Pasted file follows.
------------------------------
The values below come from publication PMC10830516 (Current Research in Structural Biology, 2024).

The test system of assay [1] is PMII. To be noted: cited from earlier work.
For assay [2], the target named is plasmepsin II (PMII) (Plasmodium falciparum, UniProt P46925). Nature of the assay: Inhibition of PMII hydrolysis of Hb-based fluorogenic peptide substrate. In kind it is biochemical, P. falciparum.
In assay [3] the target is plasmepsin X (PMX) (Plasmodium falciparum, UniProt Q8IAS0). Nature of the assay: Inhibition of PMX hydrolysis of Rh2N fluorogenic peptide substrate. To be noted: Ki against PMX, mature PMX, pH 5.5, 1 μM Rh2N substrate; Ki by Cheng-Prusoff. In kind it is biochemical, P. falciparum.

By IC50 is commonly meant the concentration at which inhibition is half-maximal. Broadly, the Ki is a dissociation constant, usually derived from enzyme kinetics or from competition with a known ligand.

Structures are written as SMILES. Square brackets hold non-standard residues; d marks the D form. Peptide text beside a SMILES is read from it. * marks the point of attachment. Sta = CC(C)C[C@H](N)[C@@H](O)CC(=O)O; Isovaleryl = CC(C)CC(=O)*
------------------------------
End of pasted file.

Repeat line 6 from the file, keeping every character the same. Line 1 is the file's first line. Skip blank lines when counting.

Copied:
Structures are written as SMILES. Square brackets hold non-standard residues; d marks the D form. Peptide text beside a SMILES is read from it. * marks the point of attachment. Sta = CC(C)C[C@H](N)[C@@H](O)CC(=O)O; Isovaleryl = CC(C)CC(=O)*